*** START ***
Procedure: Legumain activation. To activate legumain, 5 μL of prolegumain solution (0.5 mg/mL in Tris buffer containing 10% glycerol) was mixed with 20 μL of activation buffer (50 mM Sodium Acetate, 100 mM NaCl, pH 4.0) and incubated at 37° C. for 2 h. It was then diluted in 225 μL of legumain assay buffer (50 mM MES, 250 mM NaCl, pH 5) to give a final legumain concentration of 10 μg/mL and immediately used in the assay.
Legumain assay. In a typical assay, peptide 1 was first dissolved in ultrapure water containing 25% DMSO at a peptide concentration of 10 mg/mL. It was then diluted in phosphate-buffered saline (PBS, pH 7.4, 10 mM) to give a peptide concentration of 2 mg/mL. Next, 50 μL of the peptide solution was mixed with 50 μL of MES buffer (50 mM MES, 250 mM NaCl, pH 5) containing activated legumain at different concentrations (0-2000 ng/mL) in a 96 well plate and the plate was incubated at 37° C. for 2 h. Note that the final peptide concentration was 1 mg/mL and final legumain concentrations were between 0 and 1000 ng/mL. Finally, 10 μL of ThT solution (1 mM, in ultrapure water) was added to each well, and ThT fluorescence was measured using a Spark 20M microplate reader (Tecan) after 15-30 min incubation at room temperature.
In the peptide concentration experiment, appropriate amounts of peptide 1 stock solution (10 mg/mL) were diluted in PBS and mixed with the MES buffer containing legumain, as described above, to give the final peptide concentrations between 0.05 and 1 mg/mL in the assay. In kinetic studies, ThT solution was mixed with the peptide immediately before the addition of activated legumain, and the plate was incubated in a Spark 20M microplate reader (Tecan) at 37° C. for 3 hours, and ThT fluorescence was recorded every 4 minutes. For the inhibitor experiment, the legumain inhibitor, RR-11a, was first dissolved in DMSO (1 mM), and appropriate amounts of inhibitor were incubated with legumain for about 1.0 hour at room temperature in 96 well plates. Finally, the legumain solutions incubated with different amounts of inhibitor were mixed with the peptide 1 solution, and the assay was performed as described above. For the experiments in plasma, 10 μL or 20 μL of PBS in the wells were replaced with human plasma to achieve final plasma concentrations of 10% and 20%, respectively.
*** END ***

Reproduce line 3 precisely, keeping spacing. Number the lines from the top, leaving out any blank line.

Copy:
In the peptide concentration experiment, appropriate amounts of peptide 1 stock solution (10 mg/mL) were diluted in PBS and mixed with the MES buffer containing legumain, as described above, to give the final peptide concentrations between 0.05 and 1 mg/mL in the assay. In kinetic studies, ThT solution was mixed with the peptide immediately before the addition of activated legumain, and the plate was incubated in a Spark 20M microplate reader (Tecan) at 37° C. for 3 hours, and ThT fluorescence was recorded every 4 minutes. For the inhibitor experiment, the legumain inhibitor, RR-11a, was first dissolved in DMSO (1 mM), and appropriate amounts of inhibitor were incubated with legumain for about 1.0 hour at room temperature in 96 well plates. Finally, the legumain solutions incubated with different amounts of inhibitor were mixed with the peptide 1 solution, and the assay was performed as described above. For the experiments in plasma, 10 μL or 20 μL of PBS in the wells were replaced with human plasma to achieve final plasma concentrations of 10% and 20%, respectively.